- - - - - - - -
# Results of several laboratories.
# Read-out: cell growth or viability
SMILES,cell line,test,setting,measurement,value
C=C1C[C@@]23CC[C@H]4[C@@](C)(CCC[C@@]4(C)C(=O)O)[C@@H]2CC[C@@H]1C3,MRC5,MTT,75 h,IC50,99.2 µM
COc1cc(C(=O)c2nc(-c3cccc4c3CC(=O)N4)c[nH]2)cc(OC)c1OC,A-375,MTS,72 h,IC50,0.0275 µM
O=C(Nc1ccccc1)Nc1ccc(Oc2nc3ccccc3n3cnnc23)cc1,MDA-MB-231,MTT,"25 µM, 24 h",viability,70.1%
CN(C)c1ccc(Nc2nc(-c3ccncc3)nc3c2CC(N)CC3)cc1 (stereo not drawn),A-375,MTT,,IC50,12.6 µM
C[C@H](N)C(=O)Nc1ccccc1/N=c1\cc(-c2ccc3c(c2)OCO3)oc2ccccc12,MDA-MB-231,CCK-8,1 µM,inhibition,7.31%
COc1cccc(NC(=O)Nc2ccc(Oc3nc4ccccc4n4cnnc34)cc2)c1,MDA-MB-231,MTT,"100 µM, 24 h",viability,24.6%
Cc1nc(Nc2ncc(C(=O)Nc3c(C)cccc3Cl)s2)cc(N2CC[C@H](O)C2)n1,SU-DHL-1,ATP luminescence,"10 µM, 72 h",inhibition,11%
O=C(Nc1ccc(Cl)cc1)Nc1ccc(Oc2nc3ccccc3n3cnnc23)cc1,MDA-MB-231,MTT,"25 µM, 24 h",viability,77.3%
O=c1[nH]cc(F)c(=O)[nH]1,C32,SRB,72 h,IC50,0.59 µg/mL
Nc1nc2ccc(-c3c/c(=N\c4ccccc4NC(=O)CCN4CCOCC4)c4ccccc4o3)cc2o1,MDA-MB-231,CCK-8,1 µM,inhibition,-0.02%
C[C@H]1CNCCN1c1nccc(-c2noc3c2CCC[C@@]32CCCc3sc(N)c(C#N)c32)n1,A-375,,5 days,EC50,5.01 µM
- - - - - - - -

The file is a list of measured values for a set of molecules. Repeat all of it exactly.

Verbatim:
# Results of several laboratories.
# Read-out: cell growth or viability
SMILES,cell line,test,setting,measurement,value
C=C1C[C@@]23CC[C@H]4[C@@](C)(CCC[C@@]4(C)C(=O)O)[C@@H]2CC[C@@H]1C3,MRC5,MTT,75 h,IC50,99.2 µM
COc1cc(C(=O)c2nc(-c3cccc4c3CC(=O)N4)c[nH]2)cc(OC)c1OC,A-375,MTS,72 h,IC50,0.0275 µM
O=C(Nc1ccccc1)Nc1ccc(Oc2nc3ccccc3n3cnnc23)cc1,MDA-MB-231,MTT,"25 µM, 24 h",viability,70.1%
CN(C)c1ccc(Nc2nc(-c3ccncc3)nc3c2CC(N)CC3)cc1 (stereo not drawn),A-375,MTT,,IC50,12.6 µM
C[C@H](N)C(=O)Nc1ccccc1/N=c1\cc(-c2ccc3c(c2)OCO3)oc2ccccc12,MDA-MB-231,CCK-8,1 µM,inhibition,7.31%
COc1cccc(NC(=O)Nc2ccc(Oc3nc4ccccc4n4cnnc34)cc2)c1,MDA-MB-231,MTT,"100 µM, 24 h",viability,24.6%
Cc1nc(Nc2ncc(C(=O)Nc3c(C)cccc3Cl)s2)cc(N2CC[C@H](O)C2)n1,SU-DHL-1,ATP luminescence,"10 µM, 72 h",inhibition,11%
O=C(Nc1ccc(Cl)cc1)Nc1ccc(Oc2nc3ccccc3n3cnnc23)cc1,MDA-MB-231,MTT,"25 µM, 24 h",viability,77.3%
O=c1[nH]cc(F)c(=O)[nH]1,C32,SRB,72 h,IC50,0.59 µg/mL
Nc1nc2ccc(-c3c/c(=N\c4ccccc4NC(=O)CCN4CCOCC4)c4ccccc4o3)cc2o1,MDA-MB-231,CCK-8,1 µM,inhibition,-0.02%
C[C@H]1CNCCN1c1nccc(-c2noc3c2CCC[C@@]32CCCc3sc(N)c(C#N)c32)n1,A-375,,5 days,EC50,5.01 µM